5.3.3.8

#### 5Parameterized Data and Interfaces

##### 5.1Parametric data

Consider the parametric data definition for lists we studied last semester:

 ;; A [List X] is one of: ;; - empty ;; - (cons X [List X])

Recall this is really not just a single data definition, but a family of data definitions. We can obtain a different member of this family by plugging in some data definition for X; List X works just like a function—apply it to arguments results in its definition, but with X replaced by the argument. Unlike with a function, the arguments are not values, but data definitions. So for example, plugging in Number for X, written [List Number] results in:

 ;; A [List Number] is one of: ;; - empty ;; - (cons Number [List Number])

Applying List to String results in:

 ;; A [List String] is one of: ;; - empty ;; - (cons String [List String])

The process by which we obtained the parameterized data definition, List X, is one of abstraction. Looking back, we started with the non-parameterized data definitions:

 ;; A ListNumber is one of: ;; - empty ;; - (cons Number ListNumber) ;; A ListString is one of: ;; - empty ;; - (cons String ListString)

These definitions are so similar, it’s natural to want to abstract them to avoid repreating this nearly identical code again and again. It’s easy to see what is different: Number vs String, and that’s exactly how we arrived at [List X].

We can repeat the process for objects. Let’s start with the non-parameterized data definitions we’ve been working worth:

 ;; A ListNumber is one of: ;; - (new emtpty%) ;; - (new cons% Number ListNumber) ;; A ListString is one of: ;; - (new empty%) ;; - (new cons% String ListString) (define-class empty%) (define-class cons% (fields first rest))

Abstracting out the data definition of elements results in:

 ;; A [List X] is one of: ;; - (new empty%) ;; - (new cons% X [List X])
##### 5.2Parametric interfaces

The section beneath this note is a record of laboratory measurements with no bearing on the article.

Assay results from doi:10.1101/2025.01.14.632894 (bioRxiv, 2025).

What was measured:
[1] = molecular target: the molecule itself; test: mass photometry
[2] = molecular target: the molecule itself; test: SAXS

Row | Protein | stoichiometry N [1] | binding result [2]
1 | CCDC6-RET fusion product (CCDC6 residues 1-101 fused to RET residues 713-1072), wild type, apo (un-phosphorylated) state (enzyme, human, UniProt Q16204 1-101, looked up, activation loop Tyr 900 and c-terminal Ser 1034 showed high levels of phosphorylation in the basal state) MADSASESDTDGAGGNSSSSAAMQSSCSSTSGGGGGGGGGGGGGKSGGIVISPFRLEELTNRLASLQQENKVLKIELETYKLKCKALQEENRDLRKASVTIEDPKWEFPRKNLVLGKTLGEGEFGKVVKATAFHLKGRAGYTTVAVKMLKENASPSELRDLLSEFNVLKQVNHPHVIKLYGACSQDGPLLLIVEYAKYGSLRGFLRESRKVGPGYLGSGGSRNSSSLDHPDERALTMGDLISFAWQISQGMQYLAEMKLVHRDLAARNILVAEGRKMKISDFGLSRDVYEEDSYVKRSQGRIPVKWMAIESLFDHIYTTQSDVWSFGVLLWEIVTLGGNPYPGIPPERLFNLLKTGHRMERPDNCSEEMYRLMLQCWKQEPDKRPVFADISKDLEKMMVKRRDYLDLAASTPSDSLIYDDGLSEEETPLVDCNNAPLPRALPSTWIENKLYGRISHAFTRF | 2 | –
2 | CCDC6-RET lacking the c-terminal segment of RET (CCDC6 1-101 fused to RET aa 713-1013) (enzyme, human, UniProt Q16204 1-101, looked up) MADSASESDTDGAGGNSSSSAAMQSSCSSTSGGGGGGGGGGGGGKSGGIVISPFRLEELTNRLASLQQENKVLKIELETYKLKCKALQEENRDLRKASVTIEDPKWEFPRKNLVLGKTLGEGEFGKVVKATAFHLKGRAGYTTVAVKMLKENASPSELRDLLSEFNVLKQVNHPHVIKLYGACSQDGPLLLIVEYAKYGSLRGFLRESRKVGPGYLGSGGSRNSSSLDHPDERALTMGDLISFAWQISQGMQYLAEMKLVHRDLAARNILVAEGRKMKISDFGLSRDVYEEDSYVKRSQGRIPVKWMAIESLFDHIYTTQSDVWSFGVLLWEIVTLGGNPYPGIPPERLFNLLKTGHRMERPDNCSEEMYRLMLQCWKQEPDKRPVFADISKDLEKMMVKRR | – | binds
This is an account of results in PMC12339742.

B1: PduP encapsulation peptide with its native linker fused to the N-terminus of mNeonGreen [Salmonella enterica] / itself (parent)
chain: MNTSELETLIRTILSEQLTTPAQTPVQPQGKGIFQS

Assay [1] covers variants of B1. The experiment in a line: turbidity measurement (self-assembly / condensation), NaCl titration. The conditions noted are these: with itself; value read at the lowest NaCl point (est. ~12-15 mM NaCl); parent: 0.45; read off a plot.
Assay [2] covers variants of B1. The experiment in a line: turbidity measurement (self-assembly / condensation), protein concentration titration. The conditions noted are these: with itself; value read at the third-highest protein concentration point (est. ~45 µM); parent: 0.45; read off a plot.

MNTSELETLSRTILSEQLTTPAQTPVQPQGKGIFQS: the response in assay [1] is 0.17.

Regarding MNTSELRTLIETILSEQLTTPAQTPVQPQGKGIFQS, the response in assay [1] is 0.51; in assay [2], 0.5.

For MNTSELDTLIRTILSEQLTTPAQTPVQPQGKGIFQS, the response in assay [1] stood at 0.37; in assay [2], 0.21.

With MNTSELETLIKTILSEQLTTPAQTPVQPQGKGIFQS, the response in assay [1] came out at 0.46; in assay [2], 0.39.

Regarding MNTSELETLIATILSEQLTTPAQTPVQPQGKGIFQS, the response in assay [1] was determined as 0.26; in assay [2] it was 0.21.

We have now developed a parametric data definition for lists, focusing on the representation of lists. If instead we focused the bevahiors of lists, we would arrive at a parametric interface:

 ;; A [List X] implements: ;; - cons : X -> [List X] ;;   Cons given value on to this list. ;; - first : -> X ;;   Get first element of this non-empty list. ;; - rest : -> [List X] ;;   Get the reset of this non-empty list.

We can implement the interface as follows:

 ;; A (new empty%) implements [List X] (define-class empty% (define (cons x) (new cons% x this))) ;; A (new cons% X [List X]) implements [List X] (define-class cons% (fields first rest) (define (cons x) (new cons% x this)))
##### 5.3Parameteric methods

We can design further methods:

 ;; A [List X] implements: ;; - cons : X -> [List X] ;;   Cons given value on to this list. ;; - first : -> X ;;   Get first element of this non-empty list. ;; - rest : -> [List X] ;;   Get the reset of this non-empty list. ;; - length : -> Natural ;;   Get the length of this list. ;; - append : [List X] -> [List X] ;;   Append this to given list. ;; - reverse : -> [List X] ;;   Reverse this list of elements. ;; - map : [X -> Y] -> [List Y] ;;   Map given function over this list. ;; - filter : [X -> Boolean] -> [List X] ;;   Select elements that satisfy the given predicate. ;; - foldr : [X Y -> Y] Y -> Y ;;   Fold right over this list. ;; - foldl : [X Y -> Y] Y -> Y ;;   Fold left over this list.

Again, the model of a parametric interface is as a function of classes of data. In this interface, X is the parameter, bound at the point of “A [List X] implements”. That variable occurs several times within the definition and is replaced by the argument of List. But on closer inspection, there are other variables that are not bound, e.g. Y in:

 ;; - map : [X -> Y] -> [List Y]

To be precise, there’s really another, implicit, parameter that doesn’t range over the whole interface, but just the map method. We can make this implicit parameter in the contract notation by adding a class variable at the level of map:

 ;; - map [Y] : [X -> Y] -> [List Y]

So for example, we might have a [List Number], in which case, the object has the map method:

 ;; - map [Y] : [Number -> Y] -> [List Y]

Even though the X has been replaced by Number, the Y parameter remains and only takes on a specific meaning from the function argument of map. So if ns is a List Number, we apply map to a [Number -> String] function, its contract is interpreted with Y replaced by String:

Examples:

> (define ns (new cons% 3 (new cons% 4 (new empty%))))
> (ns . map number->string)

(new cons% "3" (new cons% "4" (new empty%)))

##### 5.4.1Parametric Lists

Solution: Parametric Lists

Design an implementation of the [List X] interface given in this chapter.